Performance testing to guard against regressions can be a bit more relaxed. I’ve had great successes running a set of baseline tests in a rather skimpy environment, then simply re-running those tests on a regular basis in the exact same environment. You’re not concerned with specific metric datapoints in this situation – you’re concerned about trends. If your test suite shows a sudden degradation in memory usage or IO contention then you know something’s changed in your codebase. This works fine as long as you keep the environment exactly the same from run to run—which is a perfect segue into my next point.

Regardless of whether you’re validating performance requirements, guarding against regressions, or flooding your system in a load test designed to make your database server weep, you absolutely must approach your testing with a logical, empirical mindset. You’ll need to spend some time considering your environment, hardware, baseline datasets, and how to configure your system itself.

Performance testing isn’t something you can slap together and figure out as you go. While you certainly can (and likely will!) adjust your approach as you move through your project, you do indeed need to sit down and get some specifics laid out around your testing effort before you begin working.

First and foremost: set expectations and goals.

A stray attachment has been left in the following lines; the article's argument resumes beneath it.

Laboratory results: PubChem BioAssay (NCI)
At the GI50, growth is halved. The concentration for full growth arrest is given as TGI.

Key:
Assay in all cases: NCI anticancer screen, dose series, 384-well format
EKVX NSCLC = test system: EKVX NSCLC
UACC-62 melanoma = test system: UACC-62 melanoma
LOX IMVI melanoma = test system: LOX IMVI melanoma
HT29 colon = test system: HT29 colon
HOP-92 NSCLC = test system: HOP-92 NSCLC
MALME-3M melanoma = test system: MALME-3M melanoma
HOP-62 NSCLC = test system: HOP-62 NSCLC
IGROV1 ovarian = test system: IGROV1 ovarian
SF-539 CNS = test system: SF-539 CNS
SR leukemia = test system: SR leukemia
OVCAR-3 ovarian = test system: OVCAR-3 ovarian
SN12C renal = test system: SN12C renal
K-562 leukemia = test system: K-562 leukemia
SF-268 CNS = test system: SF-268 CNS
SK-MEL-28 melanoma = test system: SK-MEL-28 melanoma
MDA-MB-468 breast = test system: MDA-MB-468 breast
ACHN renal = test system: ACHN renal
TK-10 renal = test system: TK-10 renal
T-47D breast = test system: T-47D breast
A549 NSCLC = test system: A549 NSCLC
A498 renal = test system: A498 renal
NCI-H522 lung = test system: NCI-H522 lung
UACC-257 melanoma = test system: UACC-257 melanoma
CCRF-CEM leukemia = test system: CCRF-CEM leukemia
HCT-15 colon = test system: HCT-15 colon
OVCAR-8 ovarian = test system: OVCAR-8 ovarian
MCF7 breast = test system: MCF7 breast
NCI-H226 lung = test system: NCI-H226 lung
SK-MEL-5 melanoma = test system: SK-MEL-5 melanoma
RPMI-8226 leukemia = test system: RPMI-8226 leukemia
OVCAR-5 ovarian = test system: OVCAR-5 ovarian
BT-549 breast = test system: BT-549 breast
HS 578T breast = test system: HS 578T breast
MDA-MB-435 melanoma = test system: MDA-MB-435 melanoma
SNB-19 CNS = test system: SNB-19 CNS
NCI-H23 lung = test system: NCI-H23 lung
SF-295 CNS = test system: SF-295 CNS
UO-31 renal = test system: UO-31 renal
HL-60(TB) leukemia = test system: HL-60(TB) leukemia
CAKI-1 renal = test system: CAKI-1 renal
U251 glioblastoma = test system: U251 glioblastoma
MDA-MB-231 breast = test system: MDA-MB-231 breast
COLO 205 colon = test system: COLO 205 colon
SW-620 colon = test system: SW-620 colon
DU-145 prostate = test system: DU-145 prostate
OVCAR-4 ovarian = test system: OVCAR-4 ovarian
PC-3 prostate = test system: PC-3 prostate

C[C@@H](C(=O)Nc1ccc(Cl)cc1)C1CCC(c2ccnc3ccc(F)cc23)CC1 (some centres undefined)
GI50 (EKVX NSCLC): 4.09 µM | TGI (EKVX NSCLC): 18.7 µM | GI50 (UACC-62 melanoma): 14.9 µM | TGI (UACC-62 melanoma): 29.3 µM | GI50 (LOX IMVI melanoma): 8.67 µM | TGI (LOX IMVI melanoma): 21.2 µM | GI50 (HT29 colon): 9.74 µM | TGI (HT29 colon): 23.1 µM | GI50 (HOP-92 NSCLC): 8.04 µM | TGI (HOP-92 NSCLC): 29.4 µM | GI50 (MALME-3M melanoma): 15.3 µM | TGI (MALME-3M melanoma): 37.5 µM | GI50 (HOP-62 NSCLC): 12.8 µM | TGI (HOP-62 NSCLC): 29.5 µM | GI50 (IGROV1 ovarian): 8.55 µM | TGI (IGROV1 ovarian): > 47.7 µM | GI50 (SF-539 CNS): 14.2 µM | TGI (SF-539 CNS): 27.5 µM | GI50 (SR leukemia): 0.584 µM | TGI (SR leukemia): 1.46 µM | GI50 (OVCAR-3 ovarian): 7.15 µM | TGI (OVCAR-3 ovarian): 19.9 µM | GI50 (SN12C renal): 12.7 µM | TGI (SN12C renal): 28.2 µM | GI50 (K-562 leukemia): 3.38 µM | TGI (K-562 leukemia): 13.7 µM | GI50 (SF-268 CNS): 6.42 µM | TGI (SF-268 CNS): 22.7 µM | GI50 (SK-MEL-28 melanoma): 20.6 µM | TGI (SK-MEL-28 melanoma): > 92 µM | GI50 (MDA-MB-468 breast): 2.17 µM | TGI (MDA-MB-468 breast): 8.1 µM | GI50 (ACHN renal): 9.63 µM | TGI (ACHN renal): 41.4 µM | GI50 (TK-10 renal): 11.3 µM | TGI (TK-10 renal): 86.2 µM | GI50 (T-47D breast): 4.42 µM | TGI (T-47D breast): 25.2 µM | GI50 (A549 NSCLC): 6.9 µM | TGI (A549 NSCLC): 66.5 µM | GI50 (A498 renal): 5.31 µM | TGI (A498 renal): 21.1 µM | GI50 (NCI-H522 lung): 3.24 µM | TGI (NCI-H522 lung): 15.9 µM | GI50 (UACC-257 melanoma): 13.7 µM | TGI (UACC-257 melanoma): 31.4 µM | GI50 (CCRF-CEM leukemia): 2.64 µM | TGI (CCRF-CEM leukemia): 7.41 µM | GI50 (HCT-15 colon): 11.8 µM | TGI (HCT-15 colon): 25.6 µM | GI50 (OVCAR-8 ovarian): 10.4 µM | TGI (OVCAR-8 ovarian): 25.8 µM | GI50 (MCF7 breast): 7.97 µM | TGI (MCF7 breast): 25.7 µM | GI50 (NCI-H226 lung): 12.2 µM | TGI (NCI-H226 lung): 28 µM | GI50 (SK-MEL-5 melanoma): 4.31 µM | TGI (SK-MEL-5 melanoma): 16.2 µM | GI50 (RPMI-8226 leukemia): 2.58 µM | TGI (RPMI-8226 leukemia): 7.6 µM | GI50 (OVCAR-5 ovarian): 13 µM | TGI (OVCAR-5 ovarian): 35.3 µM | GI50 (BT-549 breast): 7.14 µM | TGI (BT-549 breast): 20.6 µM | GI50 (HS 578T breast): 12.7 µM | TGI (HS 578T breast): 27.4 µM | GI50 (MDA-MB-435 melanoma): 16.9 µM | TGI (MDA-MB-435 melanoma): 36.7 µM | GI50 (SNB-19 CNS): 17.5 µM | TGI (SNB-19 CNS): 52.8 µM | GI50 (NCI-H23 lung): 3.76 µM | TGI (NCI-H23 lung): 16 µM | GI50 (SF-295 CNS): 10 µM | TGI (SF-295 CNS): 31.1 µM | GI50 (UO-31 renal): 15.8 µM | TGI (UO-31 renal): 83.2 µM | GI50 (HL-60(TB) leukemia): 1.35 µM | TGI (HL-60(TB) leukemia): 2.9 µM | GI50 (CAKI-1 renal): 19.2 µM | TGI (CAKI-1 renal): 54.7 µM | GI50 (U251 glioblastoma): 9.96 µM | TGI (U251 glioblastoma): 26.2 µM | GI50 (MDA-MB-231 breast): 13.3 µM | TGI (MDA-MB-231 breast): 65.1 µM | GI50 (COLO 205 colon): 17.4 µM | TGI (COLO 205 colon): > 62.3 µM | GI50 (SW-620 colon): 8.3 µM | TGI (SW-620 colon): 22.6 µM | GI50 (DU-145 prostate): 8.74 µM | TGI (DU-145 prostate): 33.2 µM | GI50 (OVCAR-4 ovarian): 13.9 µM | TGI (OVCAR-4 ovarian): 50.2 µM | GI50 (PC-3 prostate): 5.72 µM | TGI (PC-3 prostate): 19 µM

Ensure everyone’s clear on why you’re undertaking the performance testing project. If you are looking to meet specific metrics for delivering your system then you’ll need to be extremely detailed and methodical in your initial coordination. Does your system have specific metrics you’re looking to meet? If so, are those metrics clearly understood – and more importantly reasonable?

Keep in mind that your customer/stakeholder may be giving you metrics you think are unreasonable, but it may fit business needs of their which you’re unaware of. You have to put in the extra effort to ensure you understand those higher-level needs.

Your customer may also be giving you vague requirements simply due to their lack of experience or understanding. “We want the page to load fast!” is an oft-heard phrase from stakeholders, but what do they really mean?

Define your environment

If those same metrics are critical to your delivery, then they will also need to be defined based on a number of specific environment criteria such as exact hardware setups, network topologies, etc. These environments should be the same exact environment you recommend to your customers. If you’re telling your system’s users they need a database server with four eight-core CPUs, 32 GB of RAM, and a specific RAID configuration for the storage, then you should look to get that same hardware in place for your testing.